Author Topic: Ray Bradbury R.I.P.: August 22, 1920 ? June 5, 2012  (Read 619 times)

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Offline PPI Karl

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I'm tremendously saddened at the passing of Ray Bradbury on June 5, 2012.  One of the greatest imaginative writers of the 20th century and an unbelievable Mensch.  I feel as though, with the deaths of Bradbury and Kurt Vonnegut, a literary movement in the genre of science fiction has officially come to an end.

Max and I saw Bradbury talk at the Coronado Public Library in 1992.  It was one of the singularly most memorable evenings of my life--no joking.  You know when you meet someone famous and they reveal themselves in a way you never expected?  Bradbury had a tremendous presence and a deeply compassionate intellect.  It's one thing when the audience laughs and cries in response to a writer's words; it's another when you're laughing and crying along with the author.  It was an emotional evening, and it revealed to me the kind of writer I wanted to become.  At the end of the night, when Ray was signing books, Max and I lined up to have (don't laugh) our laser disc of Fahrenheit 451 signed.  Naturally, the intended irony of that didn't get by him, nor the fact that he was signing it to two men. 

I truly loved that man, and his spark was so bright that we are a more benighted world without him in it. 

Happy journeys, Ray.
If you want to end your misery, start enjoying it, because there's nothing the universe begrudges more than our enjoyment.

Offline PPI Tim

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Sounds interesting...Go on.

Offline Adriano

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Indeed... Mr. Bradbury has inspired many generations of proud "geeks", such as myself. His mind is irreplaceable, and his work and legacy will live on and continue to inspire future generations of readers, movie directors, and video game creators.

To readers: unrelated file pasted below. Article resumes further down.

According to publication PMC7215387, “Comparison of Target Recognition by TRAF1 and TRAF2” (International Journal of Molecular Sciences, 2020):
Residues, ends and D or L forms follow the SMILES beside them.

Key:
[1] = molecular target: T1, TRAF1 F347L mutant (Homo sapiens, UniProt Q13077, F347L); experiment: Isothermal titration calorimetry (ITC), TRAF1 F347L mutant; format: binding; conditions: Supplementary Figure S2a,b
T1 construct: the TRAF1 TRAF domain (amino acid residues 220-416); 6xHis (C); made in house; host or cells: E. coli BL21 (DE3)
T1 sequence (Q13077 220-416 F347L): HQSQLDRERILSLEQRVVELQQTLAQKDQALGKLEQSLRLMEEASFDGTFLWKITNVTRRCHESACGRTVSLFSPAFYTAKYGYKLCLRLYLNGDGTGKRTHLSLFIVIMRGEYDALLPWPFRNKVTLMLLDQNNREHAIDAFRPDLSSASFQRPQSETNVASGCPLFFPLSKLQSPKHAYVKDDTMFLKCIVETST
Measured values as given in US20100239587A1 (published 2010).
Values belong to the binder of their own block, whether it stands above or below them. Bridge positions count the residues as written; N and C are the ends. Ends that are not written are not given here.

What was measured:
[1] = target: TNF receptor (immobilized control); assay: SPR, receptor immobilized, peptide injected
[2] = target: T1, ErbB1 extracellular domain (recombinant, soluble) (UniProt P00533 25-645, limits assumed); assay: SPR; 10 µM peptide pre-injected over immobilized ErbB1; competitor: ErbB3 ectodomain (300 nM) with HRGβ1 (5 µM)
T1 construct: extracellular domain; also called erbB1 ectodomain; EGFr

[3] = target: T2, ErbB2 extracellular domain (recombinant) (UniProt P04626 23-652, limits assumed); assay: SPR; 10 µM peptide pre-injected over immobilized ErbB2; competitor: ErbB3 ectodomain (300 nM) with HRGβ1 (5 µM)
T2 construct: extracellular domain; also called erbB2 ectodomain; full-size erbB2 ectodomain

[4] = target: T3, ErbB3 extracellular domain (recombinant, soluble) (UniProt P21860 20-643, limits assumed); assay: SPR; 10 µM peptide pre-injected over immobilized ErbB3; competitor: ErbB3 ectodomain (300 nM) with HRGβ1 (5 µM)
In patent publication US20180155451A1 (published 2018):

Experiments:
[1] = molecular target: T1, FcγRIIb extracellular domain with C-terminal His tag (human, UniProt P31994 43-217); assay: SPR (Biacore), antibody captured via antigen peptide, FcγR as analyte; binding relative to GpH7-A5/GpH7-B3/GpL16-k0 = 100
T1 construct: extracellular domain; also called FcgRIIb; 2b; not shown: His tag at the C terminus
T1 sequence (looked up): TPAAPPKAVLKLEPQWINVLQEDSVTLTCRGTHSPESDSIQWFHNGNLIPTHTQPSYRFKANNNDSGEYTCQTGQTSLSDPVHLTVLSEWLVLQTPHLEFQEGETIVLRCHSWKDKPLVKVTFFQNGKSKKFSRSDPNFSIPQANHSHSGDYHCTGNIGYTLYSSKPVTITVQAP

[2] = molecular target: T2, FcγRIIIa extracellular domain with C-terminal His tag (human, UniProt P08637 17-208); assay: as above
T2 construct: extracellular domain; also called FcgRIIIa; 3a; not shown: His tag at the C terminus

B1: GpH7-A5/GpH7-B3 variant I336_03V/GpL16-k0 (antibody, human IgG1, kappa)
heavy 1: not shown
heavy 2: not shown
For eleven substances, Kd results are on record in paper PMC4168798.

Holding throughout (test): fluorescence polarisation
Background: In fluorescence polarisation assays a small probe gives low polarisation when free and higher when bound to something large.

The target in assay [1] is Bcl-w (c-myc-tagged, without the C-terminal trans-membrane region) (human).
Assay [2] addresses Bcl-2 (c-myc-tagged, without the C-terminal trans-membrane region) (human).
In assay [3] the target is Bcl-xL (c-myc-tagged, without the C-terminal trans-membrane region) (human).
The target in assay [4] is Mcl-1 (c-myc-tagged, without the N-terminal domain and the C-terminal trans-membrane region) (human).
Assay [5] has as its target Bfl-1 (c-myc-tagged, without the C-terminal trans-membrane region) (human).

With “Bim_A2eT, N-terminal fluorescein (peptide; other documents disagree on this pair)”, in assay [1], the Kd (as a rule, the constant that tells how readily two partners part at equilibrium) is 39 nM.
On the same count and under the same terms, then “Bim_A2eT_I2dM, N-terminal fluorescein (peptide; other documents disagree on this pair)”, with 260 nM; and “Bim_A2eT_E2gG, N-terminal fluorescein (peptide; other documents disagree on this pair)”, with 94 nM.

Go in piece Ray, and be with God.

Offline PPI Brian

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October Country was my first introduction to Ray Bradbury. He was an incredible short story writer, especially in the genre of horror. Back in the days when I fancied myself a writer, I used to read his columns in Writer's Digest religiously. He used to tell aspiring writers "You must write every single day of your life. You must lurk in libraries and climb the stacks like ladders to sniff books like perfumes and wear books like hats upon your crazy heads... may you be in love every day for the next 20,000 days. And out of that love, remake a world."

He was a fierce defender of Los Angeles public libraries. He once said: "Libraries raised me. I don't believe in colleges and universities. I believe in libraries because most students don't have any money. When I graduated from high school, it was during the Depression and we had no money. I couldn't go to college, so I went to the library three days a week for 10 years."

He wrote one of his first novels in a library. "The Fireman" which was later retitled "Fahrenheit 451", was written one of the library's rented typewriters. And he had some great advice for those of us in the modern age -- "We have too many cellphones. We've got too many internets. We have got to get rid of those machines. We have too many machines now."

Rest well, Mr. Bradbury. We miss you already.
"Extraordinary claims require extraordinary evidence."--Carl Sagan